Ted Pease, Professor of Interesting Stuff, Trinidad, California.
(Be)Friend The WORD

“Words are sacred. They deserve respect. If you get the right ones, in the right order, you can nudge the world a little.” —Tom Stoppard

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Tuesday, October 7, 2014

Tarheel

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The Jobs Picture


“‘Weve frankly got enough psychologists and sociologists and political science majors and journalists. With all due respect to journalism, we’ve got enough. We have way too many,’ McCrory said . . . . He said we have too many lawyers too, adding that some mechanics are making more than lawyers.
 
“‘And journalists, did I say journalists?’

“‘People who can fix things and operate things and repair things, I’m envious of. That is a talent that is so valuable at this point in time. And there’s a shortage of people in those fields right now.’”

—North Carolina Gov. Pat McCrory, in Katie Arcieri’sGov. McCrory: We need fewer lawyers, fewer journalists and more truck drivers,” TriAdBizBlog, Sept. 25, 2014 

Editorial Comment: More politicians who can fix things and operate things, please.


PeezPix by Ted Pease 

Sidewalk Pastels on the Plaza















TODAY'S WORD ON JOURNALISM is a free “service” sent to the 1,800 or so misguided subscribers around the planet. If you have recovered from whatever led you to subscribe and don’t want it anymore, send “unsubscribe” to ted.pease@gmail.com. Or if you want to afflict someone else, send me the email address and watch the fun begin. (Disclaimer: I just quote ’em, I don’t necessarily endorse ’em. But all contain at least a kernel of insight. Don’t shoot the messenger.)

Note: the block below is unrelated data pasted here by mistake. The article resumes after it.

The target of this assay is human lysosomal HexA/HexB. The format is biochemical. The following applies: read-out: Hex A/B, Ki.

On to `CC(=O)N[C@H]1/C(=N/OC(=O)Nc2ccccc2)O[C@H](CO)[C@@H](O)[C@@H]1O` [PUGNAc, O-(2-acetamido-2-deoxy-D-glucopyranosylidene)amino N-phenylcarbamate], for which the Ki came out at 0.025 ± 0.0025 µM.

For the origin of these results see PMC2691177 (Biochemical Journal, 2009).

Ted Pease, Professor of Interesting Stuff, Trinidad, California.
(Be)Friend The WORD

“Words are sacred. They deserve respect. If you get the right ones, in the right order, you can nudge the world a little.” —Tom Stoppard

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Monday, October 6, 2014

American Education

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Fat, Dumb and Happy


“Silly sensitivity has displaced intellectual honesty in American education. We’ve produced a generation with no sense of national identity and little connection to the nation’s collective memory. In the process, we’ve traded life, liberty and the pursuit of happiness for fat, dumb and happy.”